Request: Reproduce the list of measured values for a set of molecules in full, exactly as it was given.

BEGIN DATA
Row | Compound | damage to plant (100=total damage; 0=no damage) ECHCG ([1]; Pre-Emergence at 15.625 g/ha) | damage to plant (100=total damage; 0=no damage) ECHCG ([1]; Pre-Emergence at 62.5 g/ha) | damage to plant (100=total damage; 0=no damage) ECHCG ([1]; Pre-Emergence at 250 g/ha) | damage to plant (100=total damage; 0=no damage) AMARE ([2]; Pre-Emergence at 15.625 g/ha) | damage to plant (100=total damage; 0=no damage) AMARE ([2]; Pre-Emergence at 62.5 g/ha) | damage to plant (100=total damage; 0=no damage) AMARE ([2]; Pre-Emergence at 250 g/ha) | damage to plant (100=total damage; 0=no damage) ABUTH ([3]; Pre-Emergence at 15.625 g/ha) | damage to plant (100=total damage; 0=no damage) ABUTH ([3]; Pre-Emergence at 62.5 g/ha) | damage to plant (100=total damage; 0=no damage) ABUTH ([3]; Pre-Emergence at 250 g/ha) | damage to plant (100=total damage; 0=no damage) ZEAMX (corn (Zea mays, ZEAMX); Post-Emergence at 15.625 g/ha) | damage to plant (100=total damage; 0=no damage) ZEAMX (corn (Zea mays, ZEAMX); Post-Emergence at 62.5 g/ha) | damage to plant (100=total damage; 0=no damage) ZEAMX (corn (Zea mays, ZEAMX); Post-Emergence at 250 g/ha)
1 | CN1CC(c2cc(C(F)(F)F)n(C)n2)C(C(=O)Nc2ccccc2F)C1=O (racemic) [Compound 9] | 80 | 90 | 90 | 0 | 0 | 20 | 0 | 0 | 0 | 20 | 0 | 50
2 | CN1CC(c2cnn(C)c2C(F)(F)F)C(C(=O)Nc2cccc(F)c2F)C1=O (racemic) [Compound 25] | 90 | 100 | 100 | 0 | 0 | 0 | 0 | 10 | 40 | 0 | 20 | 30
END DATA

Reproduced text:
Row | Compound | damage to plant (100=total damage; 0=no damage) ECHCG ([1]; Pre-Emergence at 15.625 g/ha) | damage to plant (100=total damage; 0=no damage) ECHCG ([1]; Pre-Emergence at 62.5 g/ha) | damage to plant (100=total damage; 0=no damage) ECHCG ([1]; Pre-Emergence at 250 g/ha) | damage to plant (100=total damage; 0=no damage) AMARE ([2]; Pre-Emergence at 15.625 g/ha) | damage to plant (100=total damage; 0=no damage) AMARE ([2]; Pre-Emergence at 62.5 g/ha) | damage to plant (100=total damage; 0=no damage) AMARE ([2]; Pre-Emergence at 250 g/ha) | damage to plant (100=total damage; 0=no damage) ABUTH ([3]; Pre-Emergence at 15.625 g/ha) | damage to plant (100=total damage; 0=no damage) ABUTH ([3]; Pre-Emergence at 62.5 g/ha) | damage to plant (100=total damage; 0=no damage) ABUTH ([3]; Pre-Emergence at 250 g/ha) | damage to plant (100=total damage; 0=no damage) ZEAMX (corn (Zea mays, ZEAMX); Post-Emergence at 15.625 g/ha) | damage to plant (100=total damage; 0=no damage) ZEAMX (corn (Zea mays, ZEAMX); Post-Emergence at 62.5 g/ha) | damage to plant (100=total damage; 0=no damage) ZEAMX (corn (Zea mays, ZEAMX); Post-Emergence at 250 g/ha)
1 | CN1CC(c2cc(C(F)(F)F)n(C)n2)C(C(=O)Nc2ccccc2F)C1=O (racemic) [Compound 9] | 80 | 90 | 90 | 0 | 0 | 20 | 0 | 0 | 0 | 20 | 0 | 50
2 | CN1CC(c2cnn(C)c2C(F)(F)F)C(C(=O)Nc2cccc(F)c2F)C1=O (racemic) [Compound 25] | 90 | 100 | 100 | 0 | 0 | 0 | 0 | 10 | 40 | 0 | 20 | 30